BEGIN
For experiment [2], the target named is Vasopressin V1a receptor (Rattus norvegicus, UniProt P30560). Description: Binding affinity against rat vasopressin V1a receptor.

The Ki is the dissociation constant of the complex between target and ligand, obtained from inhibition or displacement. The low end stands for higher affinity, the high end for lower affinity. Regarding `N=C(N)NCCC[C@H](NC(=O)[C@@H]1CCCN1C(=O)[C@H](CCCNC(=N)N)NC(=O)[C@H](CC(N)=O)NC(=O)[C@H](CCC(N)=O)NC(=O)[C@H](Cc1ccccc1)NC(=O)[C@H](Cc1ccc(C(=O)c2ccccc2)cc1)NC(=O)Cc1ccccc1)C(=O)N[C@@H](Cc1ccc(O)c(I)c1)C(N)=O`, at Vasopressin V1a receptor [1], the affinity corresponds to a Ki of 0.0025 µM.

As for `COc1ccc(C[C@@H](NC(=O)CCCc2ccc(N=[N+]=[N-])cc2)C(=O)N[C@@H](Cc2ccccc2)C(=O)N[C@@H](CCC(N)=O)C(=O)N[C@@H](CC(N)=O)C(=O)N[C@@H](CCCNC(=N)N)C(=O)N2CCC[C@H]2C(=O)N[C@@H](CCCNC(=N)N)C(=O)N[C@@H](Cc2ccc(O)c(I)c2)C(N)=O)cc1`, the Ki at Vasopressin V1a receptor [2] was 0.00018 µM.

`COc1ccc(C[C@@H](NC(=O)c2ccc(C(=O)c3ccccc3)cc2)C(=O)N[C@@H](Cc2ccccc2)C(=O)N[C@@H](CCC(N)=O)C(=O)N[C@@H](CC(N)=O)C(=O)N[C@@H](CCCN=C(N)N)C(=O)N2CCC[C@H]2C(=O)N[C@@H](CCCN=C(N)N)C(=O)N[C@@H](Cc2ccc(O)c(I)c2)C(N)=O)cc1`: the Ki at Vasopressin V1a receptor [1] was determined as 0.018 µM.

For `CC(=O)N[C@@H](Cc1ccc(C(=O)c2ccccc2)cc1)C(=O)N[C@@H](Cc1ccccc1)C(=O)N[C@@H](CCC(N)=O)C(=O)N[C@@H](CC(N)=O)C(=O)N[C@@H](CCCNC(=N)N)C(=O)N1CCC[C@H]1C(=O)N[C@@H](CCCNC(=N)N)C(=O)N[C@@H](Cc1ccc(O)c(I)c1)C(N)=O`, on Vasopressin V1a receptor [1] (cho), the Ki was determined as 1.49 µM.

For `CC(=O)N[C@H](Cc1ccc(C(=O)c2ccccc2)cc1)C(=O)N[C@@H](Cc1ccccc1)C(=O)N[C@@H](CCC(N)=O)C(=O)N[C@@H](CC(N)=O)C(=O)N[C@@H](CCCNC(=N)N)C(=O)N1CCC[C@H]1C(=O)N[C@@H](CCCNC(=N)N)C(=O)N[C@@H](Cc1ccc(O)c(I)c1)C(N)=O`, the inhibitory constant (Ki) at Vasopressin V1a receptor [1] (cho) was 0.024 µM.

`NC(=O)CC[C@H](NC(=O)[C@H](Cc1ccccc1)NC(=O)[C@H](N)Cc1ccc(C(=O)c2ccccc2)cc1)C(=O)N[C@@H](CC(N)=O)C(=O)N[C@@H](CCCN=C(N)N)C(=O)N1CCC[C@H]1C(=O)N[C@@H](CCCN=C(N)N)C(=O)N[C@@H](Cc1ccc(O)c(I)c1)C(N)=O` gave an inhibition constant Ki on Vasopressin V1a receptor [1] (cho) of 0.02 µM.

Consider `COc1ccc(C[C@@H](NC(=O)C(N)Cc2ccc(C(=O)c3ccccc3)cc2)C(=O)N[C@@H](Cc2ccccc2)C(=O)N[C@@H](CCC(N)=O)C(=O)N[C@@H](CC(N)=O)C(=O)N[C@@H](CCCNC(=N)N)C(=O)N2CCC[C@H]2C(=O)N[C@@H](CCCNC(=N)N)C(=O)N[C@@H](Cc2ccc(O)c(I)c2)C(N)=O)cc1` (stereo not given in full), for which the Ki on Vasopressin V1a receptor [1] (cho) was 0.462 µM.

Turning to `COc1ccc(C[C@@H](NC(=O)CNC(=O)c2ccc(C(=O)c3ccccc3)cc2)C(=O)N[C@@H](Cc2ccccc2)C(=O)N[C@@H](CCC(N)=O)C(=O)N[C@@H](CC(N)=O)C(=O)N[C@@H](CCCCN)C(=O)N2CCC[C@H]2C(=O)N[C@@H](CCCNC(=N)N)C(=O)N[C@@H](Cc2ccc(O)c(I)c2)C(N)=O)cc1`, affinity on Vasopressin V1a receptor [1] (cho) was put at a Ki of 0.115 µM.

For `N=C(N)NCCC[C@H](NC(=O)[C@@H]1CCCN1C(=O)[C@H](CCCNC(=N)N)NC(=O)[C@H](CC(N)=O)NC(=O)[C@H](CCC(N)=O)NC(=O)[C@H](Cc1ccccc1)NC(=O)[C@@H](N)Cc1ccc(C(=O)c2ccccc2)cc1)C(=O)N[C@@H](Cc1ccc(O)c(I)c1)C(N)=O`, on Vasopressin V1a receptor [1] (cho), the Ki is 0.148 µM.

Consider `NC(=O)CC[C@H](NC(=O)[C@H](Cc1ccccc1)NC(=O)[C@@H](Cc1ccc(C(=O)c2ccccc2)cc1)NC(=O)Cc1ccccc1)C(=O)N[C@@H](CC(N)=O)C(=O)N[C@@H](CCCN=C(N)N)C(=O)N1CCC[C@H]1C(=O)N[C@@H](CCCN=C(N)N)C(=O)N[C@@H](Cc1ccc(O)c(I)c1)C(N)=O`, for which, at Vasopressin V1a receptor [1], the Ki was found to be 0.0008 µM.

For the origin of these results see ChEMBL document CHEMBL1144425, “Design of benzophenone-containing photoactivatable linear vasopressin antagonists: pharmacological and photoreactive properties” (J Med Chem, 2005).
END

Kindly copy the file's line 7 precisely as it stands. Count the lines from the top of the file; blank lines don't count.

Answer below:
`NC(=O)CC[C@H](NC(=O)[C@H](Cc1ccccc1)NC(=O)[C@H](N)Cc1ccc(C(=O)c2ccccc2)cc1)C(=O)N[C@@H](CC(N)=O)C(=O)N[C@@H](CCCN=C(N)N)C(=O)N1CCC[C@H]1C(=O)N[C@@H](CCCN=C(N)N)C(=O)N[C@@H](Cc1ccc(O)c(I)c1)C(N)=O` gave an inhibition constant Ki on Vasopressin V1a receptor [1] (cho) of 0.02 µM.